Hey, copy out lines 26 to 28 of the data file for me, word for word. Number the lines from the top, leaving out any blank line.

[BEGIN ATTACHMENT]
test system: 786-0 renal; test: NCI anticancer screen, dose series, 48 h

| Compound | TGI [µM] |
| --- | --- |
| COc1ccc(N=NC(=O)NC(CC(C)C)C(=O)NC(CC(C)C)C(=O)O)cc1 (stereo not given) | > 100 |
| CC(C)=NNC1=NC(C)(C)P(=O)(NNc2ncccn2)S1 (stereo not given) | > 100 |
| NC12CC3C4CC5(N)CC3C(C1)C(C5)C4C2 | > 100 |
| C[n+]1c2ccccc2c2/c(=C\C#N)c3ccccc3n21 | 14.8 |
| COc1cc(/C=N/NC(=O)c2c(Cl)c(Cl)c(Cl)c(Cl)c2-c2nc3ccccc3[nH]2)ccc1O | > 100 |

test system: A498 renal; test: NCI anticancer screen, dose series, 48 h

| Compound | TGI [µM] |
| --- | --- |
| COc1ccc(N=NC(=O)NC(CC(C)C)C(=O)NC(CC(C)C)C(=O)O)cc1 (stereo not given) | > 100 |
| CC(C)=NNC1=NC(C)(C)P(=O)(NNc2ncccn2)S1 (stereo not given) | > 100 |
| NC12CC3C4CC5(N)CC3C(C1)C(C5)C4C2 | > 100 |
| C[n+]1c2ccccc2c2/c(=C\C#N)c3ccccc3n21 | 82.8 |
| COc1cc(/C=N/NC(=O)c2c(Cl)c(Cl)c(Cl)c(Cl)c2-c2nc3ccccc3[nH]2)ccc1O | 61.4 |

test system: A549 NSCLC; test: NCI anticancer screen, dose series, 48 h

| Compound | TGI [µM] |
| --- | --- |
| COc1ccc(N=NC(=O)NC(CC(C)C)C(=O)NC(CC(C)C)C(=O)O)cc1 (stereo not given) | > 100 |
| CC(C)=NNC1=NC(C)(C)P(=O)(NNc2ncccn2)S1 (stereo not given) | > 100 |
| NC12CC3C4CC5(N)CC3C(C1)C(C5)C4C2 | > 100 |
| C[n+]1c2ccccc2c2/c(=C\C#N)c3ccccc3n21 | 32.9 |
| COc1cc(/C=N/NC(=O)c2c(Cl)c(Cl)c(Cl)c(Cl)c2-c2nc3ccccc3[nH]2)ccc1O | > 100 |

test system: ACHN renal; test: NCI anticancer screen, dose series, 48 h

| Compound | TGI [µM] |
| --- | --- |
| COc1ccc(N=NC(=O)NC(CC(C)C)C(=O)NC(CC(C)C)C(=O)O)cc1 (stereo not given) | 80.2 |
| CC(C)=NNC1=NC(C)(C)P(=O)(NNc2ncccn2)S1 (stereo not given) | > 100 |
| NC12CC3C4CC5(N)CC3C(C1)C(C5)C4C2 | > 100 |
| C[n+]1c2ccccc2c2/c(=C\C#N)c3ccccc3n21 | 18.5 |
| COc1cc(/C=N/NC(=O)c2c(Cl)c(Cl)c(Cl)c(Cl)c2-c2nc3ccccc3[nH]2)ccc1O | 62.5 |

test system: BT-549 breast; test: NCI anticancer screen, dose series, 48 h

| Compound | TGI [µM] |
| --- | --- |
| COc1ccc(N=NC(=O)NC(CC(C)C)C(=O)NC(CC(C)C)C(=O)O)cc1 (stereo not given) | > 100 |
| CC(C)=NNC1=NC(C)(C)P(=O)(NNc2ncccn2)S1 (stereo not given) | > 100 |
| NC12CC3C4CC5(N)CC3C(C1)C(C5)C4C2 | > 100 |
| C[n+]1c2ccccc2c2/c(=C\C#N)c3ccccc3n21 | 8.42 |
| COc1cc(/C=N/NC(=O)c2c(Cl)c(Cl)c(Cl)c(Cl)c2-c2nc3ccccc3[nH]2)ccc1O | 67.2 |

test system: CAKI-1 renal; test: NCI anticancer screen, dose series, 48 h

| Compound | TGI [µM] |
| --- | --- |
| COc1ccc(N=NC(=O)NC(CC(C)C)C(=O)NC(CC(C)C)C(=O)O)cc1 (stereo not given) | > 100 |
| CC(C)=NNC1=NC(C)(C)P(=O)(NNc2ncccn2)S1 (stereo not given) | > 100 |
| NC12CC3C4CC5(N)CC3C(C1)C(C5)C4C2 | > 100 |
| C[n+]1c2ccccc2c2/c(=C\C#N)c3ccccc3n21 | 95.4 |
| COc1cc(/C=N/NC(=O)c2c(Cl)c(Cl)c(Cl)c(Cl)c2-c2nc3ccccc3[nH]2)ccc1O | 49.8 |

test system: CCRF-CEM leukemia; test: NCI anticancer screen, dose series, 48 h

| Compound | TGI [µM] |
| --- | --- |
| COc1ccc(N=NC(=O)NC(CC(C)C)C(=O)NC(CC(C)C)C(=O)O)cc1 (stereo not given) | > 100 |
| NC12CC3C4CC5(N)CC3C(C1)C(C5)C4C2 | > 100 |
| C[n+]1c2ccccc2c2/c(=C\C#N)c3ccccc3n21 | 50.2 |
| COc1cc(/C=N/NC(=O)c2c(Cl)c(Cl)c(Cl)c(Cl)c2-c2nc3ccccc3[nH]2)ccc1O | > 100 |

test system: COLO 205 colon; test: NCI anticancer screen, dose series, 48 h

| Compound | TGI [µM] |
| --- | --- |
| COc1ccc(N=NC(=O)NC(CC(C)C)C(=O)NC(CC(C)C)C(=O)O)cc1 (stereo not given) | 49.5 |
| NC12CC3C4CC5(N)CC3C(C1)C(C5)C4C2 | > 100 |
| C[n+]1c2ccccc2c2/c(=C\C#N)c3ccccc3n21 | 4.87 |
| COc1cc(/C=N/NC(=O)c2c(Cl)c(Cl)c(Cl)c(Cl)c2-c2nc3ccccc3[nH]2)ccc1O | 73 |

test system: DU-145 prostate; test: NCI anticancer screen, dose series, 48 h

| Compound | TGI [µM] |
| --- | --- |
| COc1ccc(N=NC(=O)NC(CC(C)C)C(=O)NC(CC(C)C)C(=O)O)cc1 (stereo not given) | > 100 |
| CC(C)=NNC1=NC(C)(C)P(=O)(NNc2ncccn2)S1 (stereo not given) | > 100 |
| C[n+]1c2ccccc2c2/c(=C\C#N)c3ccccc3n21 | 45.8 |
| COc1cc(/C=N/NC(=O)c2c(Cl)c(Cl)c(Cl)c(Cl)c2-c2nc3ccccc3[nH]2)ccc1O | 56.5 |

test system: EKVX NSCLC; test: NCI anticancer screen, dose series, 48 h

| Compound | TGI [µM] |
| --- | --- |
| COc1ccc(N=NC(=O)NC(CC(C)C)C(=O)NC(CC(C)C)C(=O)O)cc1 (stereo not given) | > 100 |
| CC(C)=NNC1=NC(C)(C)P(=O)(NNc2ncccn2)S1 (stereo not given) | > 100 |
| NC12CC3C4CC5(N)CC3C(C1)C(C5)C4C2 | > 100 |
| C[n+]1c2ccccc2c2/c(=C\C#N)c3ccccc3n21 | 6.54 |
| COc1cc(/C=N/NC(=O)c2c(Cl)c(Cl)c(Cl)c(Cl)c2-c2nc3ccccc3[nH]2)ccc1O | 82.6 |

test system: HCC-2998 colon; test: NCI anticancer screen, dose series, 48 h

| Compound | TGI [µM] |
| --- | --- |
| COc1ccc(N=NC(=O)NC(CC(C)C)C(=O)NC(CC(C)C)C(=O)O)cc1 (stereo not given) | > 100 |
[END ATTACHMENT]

| Compound | TGI [µM] |
| --- | --- |
| COc1ccc(N=NC(=O)NC(CC(C)C)C(=O)NC(CC(C)C)C(=O)O)cc1 (stereo not given) | 80.2 |